A Poetic Tribute to Juliet

Juliet awakens to find herself among the dead. She sits within what looks like a tomb and stares at the constraining gossamer walls that enclose her insular space. A candle flickers beside her. She is not Shakespeare’s heroine however, and the setting is not the Capulets’ catacombs. This Juliet is a mother, a mother of seven to be exact, and she has been imprisoned in Romania after the Hungarian Revolution of 1956. She speaks in words penned by her youngest son, to a God she fears has abandoned her. This is the premise of Andras Visky’s play Juliet, which has recently been translated into English from Romanian. The story chronicles Visky’s mother’s internal struggles during the time she spent in a prison camp and the play is structured as one long monologue directed toward God. The strikingly gorgeous and talented actress, Melissa Hawkins, plays the leading lady. Hawkins’ devotion to the text and Christopher Markle’s astute direction bring Juliet’s fragmented memories to life. Her remembrances of events seem to ebb and flow from bliss to devastation as her personal biography takes shape on stage. The Independent Theater’s tiny playing space and Terrence McClellan’s scenic design heighten the poetic realism of the piece. The lighting scheme, however, sometimes brings us out of Juliet’s reality when it flickers from light to dark at seemingly random times.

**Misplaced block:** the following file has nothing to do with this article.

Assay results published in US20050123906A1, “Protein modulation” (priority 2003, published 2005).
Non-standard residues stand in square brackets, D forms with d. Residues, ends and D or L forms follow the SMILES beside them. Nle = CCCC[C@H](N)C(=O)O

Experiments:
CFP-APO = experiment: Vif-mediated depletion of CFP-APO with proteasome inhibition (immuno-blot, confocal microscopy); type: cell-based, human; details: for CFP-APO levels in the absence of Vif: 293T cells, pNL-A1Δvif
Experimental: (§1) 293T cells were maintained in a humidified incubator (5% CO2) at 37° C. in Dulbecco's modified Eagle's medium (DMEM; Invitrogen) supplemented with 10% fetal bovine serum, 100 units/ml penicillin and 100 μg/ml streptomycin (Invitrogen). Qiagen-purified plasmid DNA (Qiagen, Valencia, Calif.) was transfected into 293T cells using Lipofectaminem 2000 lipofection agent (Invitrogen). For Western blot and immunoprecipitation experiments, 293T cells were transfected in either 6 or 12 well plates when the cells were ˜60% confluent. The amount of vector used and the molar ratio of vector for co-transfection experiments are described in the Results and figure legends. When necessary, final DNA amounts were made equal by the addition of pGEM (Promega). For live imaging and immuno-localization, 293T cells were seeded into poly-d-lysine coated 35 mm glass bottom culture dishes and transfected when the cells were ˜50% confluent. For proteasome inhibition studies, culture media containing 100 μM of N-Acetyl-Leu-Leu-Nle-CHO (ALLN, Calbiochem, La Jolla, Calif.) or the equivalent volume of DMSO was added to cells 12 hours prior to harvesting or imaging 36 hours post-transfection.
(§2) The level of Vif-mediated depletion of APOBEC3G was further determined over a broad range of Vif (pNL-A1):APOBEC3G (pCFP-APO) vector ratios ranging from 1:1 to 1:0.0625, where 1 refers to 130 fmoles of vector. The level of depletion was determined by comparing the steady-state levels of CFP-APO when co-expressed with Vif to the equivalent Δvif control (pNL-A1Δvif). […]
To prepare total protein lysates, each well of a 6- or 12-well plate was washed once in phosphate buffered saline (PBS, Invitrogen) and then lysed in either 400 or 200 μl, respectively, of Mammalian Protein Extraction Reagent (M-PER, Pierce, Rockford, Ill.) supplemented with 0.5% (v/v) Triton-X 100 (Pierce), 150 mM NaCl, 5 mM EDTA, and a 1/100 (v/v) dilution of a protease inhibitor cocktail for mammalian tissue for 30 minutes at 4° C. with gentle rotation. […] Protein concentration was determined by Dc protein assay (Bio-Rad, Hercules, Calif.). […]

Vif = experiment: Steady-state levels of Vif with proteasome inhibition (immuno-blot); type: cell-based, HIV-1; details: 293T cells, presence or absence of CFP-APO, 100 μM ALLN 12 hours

Juliet’s only major deterrent is its length. The play’s running time is 1 hour and 30 minutes, which is a long time to listen to one person speak, however, Hawkins does a great job of keeping the dialogue moving at a rapid pace. Potential viewers are encouraged to sharpen their attention spans, as Hawkins' performance is well worth the effort.

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